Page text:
AmazonGigaOM’s Matthew Ingram has a thoughtful piece on the recent Apple decision, where he posits that publishers got themselves into their “versus Amazon” position not because of pricing, but because of their insistence on selling books with DRM.

What’s the connection? Well, DRM is a lock; we all agree on that. And who has the power whenever there is a lock? Whoever has the key! As soon as someone invests in one Kindle book, they are locked into that system forever (unless they are techy enough to know otherwise), and every book Amazon sells them only cements that monopoly.

DRM locks, as author Charlie Stross once wrote, “gave Amazon the stick it subsequently used to beat them.”

There’s more in the article. It’s definitely food for thought!

• Related: “How to Remove Amazon’s DRM from Any Kindle E-Book” (WonderHowTo)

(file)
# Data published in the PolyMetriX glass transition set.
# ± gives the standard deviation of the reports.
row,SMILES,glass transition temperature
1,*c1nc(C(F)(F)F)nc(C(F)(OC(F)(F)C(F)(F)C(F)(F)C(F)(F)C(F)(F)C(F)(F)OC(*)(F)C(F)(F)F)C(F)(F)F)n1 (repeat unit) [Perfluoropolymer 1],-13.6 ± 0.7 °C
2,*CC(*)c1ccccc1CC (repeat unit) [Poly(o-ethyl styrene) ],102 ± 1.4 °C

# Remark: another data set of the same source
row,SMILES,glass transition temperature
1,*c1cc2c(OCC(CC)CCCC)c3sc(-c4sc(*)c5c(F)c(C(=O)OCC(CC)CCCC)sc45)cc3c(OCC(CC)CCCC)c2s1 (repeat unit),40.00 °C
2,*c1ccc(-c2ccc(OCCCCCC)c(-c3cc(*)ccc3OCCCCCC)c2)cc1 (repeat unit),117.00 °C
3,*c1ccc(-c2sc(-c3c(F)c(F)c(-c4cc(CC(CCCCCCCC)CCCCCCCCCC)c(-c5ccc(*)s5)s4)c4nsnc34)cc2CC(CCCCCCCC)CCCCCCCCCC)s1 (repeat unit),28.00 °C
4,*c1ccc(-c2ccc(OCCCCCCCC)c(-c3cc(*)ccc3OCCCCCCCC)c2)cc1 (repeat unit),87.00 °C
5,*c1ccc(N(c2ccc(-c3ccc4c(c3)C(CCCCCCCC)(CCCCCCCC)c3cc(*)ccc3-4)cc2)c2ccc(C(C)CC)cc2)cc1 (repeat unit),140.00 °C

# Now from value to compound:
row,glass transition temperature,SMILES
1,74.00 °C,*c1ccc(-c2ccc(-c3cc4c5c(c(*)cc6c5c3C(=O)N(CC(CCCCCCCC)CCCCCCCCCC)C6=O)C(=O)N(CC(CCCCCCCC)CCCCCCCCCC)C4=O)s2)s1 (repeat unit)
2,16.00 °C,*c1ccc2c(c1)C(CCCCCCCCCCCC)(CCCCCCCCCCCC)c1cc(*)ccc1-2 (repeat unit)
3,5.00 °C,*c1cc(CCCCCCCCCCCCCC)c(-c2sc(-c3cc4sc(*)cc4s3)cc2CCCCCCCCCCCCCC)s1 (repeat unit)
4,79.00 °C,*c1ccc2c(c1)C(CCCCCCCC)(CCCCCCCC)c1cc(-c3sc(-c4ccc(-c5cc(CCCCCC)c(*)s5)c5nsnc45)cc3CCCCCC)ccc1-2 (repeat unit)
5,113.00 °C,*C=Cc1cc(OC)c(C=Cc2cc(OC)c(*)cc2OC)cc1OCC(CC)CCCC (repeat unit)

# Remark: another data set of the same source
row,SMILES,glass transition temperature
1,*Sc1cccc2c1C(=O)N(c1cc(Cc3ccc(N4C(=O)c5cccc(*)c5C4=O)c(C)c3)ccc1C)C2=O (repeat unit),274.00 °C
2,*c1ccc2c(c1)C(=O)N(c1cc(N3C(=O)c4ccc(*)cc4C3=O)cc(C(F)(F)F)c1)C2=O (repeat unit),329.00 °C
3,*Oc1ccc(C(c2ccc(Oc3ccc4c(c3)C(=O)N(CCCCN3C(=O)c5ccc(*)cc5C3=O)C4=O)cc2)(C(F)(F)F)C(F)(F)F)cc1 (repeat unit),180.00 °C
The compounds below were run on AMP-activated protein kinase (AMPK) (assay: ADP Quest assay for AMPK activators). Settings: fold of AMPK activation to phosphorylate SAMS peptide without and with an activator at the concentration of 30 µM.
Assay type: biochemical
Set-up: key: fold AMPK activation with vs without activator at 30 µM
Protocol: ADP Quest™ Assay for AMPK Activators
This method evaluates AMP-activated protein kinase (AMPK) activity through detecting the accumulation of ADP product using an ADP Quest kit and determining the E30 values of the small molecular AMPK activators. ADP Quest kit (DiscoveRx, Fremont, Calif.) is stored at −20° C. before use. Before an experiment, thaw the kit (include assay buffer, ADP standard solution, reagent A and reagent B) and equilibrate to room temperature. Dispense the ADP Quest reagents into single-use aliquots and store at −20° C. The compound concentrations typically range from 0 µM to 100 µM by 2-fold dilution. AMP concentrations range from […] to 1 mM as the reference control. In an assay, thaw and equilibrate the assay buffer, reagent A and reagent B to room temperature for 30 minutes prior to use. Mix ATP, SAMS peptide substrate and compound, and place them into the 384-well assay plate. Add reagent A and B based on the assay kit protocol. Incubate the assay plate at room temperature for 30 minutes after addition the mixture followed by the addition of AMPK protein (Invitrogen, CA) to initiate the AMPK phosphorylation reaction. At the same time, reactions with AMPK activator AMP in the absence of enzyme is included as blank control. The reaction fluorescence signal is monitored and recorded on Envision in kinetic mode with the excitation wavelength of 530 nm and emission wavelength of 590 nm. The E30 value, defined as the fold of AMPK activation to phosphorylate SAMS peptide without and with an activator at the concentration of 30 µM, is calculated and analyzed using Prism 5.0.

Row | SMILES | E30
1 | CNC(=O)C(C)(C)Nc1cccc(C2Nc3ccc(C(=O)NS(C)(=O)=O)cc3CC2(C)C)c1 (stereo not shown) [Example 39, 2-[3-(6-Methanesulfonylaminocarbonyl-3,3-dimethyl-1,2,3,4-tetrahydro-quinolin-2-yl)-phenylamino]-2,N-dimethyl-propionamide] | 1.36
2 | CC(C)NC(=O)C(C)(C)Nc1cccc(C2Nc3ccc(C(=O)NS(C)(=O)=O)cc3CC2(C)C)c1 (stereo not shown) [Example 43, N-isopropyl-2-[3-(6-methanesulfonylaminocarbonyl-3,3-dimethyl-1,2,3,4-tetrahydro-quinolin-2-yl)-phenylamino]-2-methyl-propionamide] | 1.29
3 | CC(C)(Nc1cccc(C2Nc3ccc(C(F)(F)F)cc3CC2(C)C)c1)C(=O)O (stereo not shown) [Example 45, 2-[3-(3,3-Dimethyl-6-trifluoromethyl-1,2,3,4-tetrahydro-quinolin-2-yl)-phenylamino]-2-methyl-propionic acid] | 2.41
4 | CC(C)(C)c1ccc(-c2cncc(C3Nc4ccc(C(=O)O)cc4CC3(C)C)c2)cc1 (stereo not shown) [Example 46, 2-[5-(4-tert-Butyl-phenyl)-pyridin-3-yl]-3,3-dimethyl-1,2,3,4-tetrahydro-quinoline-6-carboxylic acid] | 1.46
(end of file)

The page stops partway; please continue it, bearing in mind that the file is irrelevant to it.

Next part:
1. I don’t think DRM alone accounts for Amazon’s dominant share of the ebook market. Even if DRM didn’t exist, their eco-system encourages non-techies to stay inside the walled garden.

    In addition, Amazon being first played a major role as well. Not first in the sense of having the first ereader, but the first where you didn’t need a computer to load content on your ebook reader. The first generation nook came out a fair bit later and Kobo and other alternatives even later. By then, in the United States, Amazon’s dominant position was assured.

  2. I don’t believe that DRM handed Amazon the ebook market. I think it’s their excellent understanding of the marketplace and what consumers will enjoy and tolerate.

    Totally agree with Katherine and Laura on the storyline graphic.

  3. Maybe DRM didn’t hand Amazon the market, but it’s made it a lot easier for them to keep it when people can’t (legally) take their books with them if they want to buy into another store’s ecosystem. This is a real problem when it comes to launching a competitor; the people who’re already invested into Amazon aren’t going to be willing to leave the books they paid for behind. (Yes, you can use multiple e-book apps on a single tablet, but lots of people still read on e-ink.)

    (And agreed: I thought the graphic was a bit tacky myself.)

The TeleRead community values your civil and thoughtful comments. We use a cache, so expect a delay. Problems? E-mail